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Energy as a productive input: The underlying technology for Portugal and Spain

  • Vega-Cervera, J.A.
  • Medina, J.
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    In the present work we conceptualize energy as a productive input observing its relationship with capital and labor. A translog cost function is used to study the factor demand in the economies of Portugal and Spain, without a priori fixing any given technological structure. We evaluate the underlying technology in each country. We relate the principal energy variables with the technology, verifying econometrically the basic characteristics of the energy markets. The translog function is also tested for separability of inputs. The results include consistent estimates for the Allen and price elasticities by obtaining confidence intervals for elasticity estimators. We find that there is a diversity of complement–substitute relationships between energy and the other factors.

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    Article provided by Elsevier in its journal Energy.

    Volume (Year): 25 (2000)
    Issue (Month): 8 ()
    Pages: 757-775

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    Handle: RePEc:eee:energy:v:25:y:2000:i:8:p:757-775
    Contact details of provider: Web page: http://www.journals.elsevier.com/energy

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    1. Berndt, Ernst R & Wood, David O, 1975. "Technology, Prices, and the Derived Demand for Energy," The Review of Economics and Statistics, MIT Press, vol. 57(3), pages 259-68, August.
    2. Edward A. Hudson & Dale W. Jorgenson, 1974. "U.S. Energy Policy and Economic Growth, 1975-2000," Bell Journal of Economics, The RAND Corporation, vol. 5(2), pages 461-514, Autumn.
    3. Chang, Kuo-Ping, 1994. "Capital-energy substitution and the multi-level CES production function," Energy Economics, Elsevier, vol. 16(1), pages 22-26, January.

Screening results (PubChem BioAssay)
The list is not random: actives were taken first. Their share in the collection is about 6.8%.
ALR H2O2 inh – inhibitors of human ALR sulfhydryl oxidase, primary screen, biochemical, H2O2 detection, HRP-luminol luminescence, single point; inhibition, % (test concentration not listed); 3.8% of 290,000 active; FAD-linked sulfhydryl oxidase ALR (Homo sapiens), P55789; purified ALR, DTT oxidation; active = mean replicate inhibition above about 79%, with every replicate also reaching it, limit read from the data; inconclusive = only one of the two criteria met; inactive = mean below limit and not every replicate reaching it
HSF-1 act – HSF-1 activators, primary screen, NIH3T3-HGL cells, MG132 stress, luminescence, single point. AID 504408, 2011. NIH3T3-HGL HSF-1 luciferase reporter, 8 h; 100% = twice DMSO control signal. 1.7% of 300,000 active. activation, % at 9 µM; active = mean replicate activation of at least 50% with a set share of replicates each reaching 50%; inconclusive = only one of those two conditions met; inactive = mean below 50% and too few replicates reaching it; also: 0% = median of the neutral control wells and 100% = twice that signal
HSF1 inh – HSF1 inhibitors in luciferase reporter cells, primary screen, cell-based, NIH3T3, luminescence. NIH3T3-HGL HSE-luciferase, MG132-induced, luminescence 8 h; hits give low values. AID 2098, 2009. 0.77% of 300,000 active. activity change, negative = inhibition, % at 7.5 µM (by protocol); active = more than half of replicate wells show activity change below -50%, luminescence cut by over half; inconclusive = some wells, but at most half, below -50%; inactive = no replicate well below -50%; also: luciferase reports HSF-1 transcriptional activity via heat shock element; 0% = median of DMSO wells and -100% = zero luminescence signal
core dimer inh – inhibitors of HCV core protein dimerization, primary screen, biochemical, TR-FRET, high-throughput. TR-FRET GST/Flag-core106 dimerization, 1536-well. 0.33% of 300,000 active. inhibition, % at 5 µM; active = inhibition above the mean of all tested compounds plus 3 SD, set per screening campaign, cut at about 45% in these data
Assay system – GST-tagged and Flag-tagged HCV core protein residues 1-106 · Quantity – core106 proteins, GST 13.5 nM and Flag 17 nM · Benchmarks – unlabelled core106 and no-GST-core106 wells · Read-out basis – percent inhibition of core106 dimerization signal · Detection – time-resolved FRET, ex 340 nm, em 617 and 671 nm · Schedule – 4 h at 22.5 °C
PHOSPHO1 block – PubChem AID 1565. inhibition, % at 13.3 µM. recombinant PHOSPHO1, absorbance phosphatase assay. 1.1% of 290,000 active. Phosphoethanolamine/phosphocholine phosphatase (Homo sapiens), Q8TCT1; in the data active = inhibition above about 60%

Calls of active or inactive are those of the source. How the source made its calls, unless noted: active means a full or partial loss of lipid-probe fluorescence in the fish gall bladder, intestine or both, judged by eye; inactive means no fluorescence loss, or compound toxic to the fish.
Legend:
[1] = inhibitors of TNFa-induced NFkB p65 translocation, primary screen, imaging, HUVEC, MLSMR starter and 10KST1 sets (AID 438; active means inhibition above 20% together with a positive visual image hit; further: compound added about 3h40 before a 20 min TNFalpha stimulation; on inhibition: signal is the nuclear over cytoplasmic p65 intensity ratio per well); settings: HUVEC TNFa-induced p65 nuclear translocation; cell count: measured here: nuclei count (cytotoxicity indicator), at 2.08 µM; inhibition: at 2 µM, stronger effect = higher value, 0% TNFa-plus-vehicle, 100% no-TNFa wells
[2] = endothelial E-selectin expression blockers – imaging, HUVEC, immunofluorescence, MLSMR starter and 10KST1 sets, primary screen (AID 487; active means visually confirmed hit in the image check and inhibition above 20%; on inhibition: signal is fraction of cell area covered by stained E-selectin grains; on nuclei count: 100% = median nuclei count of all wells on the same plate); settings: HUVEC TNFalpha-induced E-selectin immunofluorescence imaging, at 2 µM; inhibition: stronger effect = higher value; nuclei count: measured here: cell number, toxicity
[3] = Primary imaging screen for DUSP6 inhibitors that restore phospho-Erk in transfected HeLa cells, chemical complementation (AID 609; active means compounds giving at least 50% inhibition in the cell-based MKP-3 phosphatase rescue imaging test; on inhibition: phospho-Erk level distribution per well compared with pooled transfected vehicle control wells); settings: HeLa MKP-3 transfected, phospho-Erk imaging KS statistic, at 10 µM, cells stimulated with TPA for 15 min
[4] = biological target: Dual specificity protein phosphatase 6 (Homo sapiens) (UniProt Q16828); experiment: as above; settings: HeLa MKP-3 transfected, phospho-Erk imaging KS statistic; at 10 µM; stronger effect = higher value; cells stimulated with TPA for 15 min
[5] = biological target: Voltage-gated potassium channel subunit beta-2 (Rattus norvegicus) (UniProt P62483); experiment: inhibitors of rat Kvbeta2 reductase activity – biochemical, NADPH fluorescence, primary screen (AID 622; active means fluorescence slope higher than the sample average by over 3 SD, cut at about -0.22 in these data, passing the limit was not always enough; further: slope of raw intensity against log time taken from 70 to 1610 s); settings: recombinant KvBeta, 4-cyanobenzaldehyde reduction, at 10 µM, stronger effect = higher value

4. Griffin, James M & Gregory, Paul R, 1976. "An Intercountry Translog Model of Energy Substitution Responses," American Economic Review, American Economic Association, vol. 66(5), pages 845-57, December.
    5. Anderson, Richard G & Thursby, Jerry G, 1986. "Confidence Intervals for Elasticity Estimators in Translog Models," The Review of Economics and Statistics, MIT Press, vol. 68(4), pages 647-56, November.
    6. Berndt, Ernst R & Wood, David O, 1979. "Engineering and Econometric Interpretations of Energy-Capital Complementarity," American Economic Review, American Economic Association, vol. 69(3), pages 342-54, June.
    7. Hanoch, Giora, 1975. "The Elasticity of Scale and the Shape of Average Costs," American Economic Review, American Economic Association, vol. 65(3), pages 492-97, June.
    8. Guilkey, David K & Lovell, C A Knox & Sickles, Robin C, 1983. "A Comparison of the Performance of Three Flexible Functional Forms," International Economic Review, Department of Economics, University of Pennsylvania and Osaka University Institute of Social and Economic Research Association, vol. 24(3), pages 591-616, October.
    9. Mahmood Moghimzadeh & Kern O. Kymn, 1986. "Cost Shares, Own, and Cross-Price Elasticities in U.S. Manufacturing with Disaggregated Energy Inputs," The Energy Journal, International Association for Energy Economics, vol. 0(Number 4), pages 65-80.
    10. Norsworthy, J R & Malmquist, David H, 1983. "Input Measurement and Productivity Growth in Japanese and U.S. Manufacturing," American Economic Review, American Economic Association, vol. 73(5), pages 947-67, December.
    11. Berndt, Ernst R. & Christensen, Laurits R., 1973. "The translog function and the substitution of equipment, structures, and labor in U.S. manufacturing 1929-68," Journal of Econometrics, Elsevier, vol. 1(1), pages 81-113, March.
    12. Christensen, Laurits R & Greene, William H, 1976. "Economies of Scale in U.S. Electric Power Generation," Journal of Political Economy, University of Chicago Press, vol. 84(4), pages 655-76, August.
    13. Pindyck, Robert S, 1979. "Interfuel Substitution and the Industrial Demand for Energy: An International Comparison," The Review of Economics and Statistics, MIT Press, vol. 61(2), pages 169-79, May.
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